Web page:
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How Seed Libraries Will Be Our Salvation

Seed LibrariesThe Regenerative Garden

A couple of years ago many of us adopted new stay-at-home-hobbies. These hobbies included the now ubiquitous sourdough making, banana bread baking and, according to Vancouver Master Gardener Stephanie Rose – gardening. While the world seemed shut down all around us, many Vancouverites brought life back into their neighbourhoods by growing something themselves. With sustainability in mind, many of these new gardeners have built seed libraries all over the city in order to share their newfound hobby with others looking to connect to their community.  Seed LibrariesThe Regenerative Garden

Gardens as Community Space

Rose says she became disabled in 2006, and had to “stop working overnight.” It was during this time that she found gardening. “I looked at the small plot of land I had in my East Vancouver lot, and decided ‘This is where I’m going to heal,’” she shares. But she also describes gardening as “very, very labour intensive.” That’s true – and it can sometimes dissuade would-be gardeners from starting their own plant journey. Bringing in lumber to create beds, filling those beds with soil and then getting all of your seeds, spacing, weeding and, watering is hard work. Plus, once harvested, most of us put the garden to bed and start all over again six months later. In order to maintain her own garden, Rose turned to the concept of permaculture.   

Rose breaks down permaculture in her new book, The Regenerative Garden. She describes it as “a mini ecosystem” that “requires a lot less time, a lot less money. It’s just an enjoyable space that you’re able to really sit, interact and enjoy nature,” she says, “Rather than constantly having to work at it.”  

These new gardens popping up all over Vancouver became more than just spaces to grow plants, they became spaces for community. “Folks started reaching out into their communities to find ways where they could invite and share,” she says. Just as utilizing permaculture to maintain your garden is regenerative, creating connection with our neighbours is regenerative as well. A prime example of this are the abundant seed libraries that are showing up more and more – melding community and sustainability all over the city.  Seed LibrariesThe Regenerative Garden

What is a Seed Library?

Seed gardens are not too different from the curbside book libraries we all know and love. They are boxes (some can be super elaborate, others are just a well-used plastic bin) that by definition have a selection of seeds but often contain teaching and reading materials for gardeners as well. Rose says these reading materials are key as they help educate new gardeners. The seeds are usually the leftovers from the other gardeners in your area, but local seed companies like West Coast Seeds often donate as well. Rose noted that because seeds are donated and left outside in the libraries, they don’t always germinate at the same rate new seeds would – so we shouldn’t be discouraged if they don’t all turn out. Seed LibrariesThe Regenerative Garden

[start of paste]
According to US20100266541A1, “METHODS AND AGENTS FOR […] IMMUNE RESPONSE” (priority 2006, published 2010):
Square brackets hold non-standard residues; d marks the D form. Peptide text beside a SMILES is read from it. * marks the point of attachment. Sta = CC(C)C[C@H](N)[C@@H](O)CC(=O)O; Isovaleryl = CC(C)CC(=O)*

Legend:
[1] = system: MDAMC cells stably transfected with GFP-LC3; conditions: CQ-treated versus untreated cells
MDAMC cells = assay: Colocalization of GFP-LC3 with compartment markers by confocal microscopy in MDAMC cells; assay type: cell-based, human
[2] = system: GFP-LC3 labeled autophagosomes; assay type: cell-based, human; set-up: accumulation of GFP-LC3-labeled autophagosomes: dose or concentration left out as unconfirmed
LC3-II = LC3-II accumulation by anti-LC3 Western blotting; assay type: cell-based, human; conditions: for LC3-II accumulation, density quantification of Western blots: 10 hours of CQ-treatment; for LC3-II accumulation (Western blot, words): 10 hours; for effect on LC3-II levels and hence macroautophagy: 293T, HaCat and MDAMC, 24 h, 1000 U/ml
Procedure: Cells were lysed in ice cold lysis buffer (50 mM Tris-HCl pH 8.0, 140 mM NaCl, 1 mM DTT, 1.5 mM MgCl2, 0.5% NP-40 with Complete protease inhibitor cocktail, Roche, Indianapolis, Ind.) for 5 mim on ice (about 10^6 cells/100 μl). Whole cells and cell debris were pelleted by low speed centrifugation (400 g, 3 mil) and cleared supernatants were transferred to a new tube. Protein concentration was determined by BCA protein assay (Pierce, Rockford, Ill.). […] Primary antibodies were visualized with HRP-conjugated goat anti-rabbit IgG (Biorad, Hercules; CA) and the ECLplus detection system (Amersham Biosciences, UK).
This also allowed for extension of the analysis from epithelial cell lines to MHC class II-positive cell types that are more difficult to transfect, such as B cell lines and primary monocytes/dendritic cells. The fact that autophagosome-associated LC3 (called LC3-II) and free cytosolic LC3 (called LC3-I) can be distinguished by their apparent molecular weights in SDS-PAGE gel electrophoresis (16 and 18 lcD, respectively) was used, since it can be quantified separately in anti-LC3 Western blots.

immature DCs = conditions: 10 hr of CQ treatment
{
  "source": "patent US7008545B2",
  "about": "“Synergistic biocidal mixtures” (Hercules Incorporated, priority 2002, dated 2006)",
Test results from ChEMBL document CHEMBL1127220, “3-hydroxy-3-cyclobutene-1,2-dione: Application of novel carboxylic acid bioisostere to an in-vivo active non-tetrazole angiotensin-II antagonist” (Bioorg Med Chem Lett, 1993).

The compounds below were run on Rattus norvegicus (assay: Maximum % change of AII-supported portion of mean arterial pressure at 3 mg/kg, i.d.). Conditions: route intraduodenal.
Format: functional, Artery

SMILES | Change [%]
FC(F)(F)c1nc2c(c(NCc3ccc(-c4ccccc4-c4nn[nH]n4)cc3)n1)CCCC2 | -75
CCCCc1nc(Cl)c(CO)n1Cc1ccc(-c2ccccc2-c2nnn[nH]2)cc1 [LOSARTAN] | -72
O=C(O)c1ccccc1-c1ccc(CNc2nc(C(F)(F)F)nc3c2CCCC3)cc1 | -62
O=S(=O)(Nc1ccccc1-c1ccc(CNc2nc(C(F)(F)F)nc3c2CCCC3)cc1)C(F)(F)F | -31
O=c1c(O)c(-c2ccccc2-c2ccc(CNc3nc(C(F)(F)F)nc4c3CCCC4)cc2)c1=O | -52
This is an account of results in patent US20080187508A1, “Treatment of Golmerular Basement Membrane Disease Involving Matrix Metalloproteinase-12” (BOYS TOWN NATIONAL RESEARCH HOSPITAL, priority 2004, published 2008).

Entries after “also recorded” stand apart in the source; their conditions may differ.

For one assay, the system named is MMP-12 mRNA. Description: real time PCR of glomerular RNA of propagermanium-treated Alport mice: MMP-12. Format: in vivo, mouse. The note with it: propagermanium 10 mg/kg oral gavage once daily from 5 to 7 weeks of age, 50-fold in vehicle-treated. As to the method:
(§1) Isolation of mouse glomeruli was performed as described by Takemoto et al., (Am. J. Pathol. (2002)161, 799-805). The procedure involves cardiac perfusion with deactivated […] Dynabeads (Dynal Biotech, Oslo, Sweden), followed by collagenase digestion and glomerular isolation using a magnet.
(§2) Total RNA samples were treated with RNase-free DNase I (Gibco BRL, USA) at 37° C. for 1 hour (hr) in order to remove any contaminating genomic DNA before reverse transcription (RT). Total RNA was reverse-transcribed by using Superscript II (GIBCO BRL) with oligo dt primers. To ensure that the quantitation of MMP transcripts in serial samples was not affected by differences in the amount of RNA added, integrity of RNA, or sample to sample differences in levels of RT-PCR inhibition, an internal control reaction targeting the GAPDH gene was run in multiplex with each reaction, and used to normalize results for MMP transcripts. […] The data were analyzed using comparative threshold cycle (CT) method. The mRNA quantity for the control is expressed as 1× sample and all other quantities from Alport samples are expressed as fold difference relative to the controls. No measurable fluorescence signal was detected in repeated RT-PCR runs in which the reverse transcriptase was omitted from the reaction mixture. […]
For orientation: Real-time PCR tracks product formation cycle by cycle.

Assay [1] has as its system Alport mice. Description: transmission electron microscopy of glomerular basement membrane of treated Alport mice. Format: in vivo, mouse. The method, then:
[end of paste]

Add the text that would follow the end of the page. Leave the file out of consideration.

How to Start a Seed Library

If you’re looking to start your own seed library, Rose says that you can also include, seedlings, plants, cuttings and seed-starting supplies. The addition of cuttings and seed-starting supplies can help new and veteran gardeners alike as they build their gardens. Plus, if you have a plant that did particularly well in your garden – there’s a good chance it’ll thrive in your neighbours as well.  Seed LibrariesThe Regenerative Garden

Why Start a Seed Library

According to Rose, creating or participating in our local seed libraries provides “an opportunity to share skills and knowledge with neighbors, bring greater food security and provide environmental benefits.” Feeding back into our neighbourhooods with additional supplies while also sharing knowledge creates a community-based ecostystem, as well as plant-based ones.  Rose’s book lays out all the key points for seed-sharing libraries, as well as great local examples to take inspiration from. Above all, seed libraries are a public space for seed sharing, and can help educate new gardeners as they encourage community members to collect seeds from their gardens to share. As Rose says, “to go outside is sort of this radical act of community and engaging locally.”

Stephanie Rose’s book The Regenerative Garden is now available and delves deep into sustainable gardening as well as community-led initiatives (like seed libraries!) and other practical projects to help you turn your garden into a functioning ecosystem.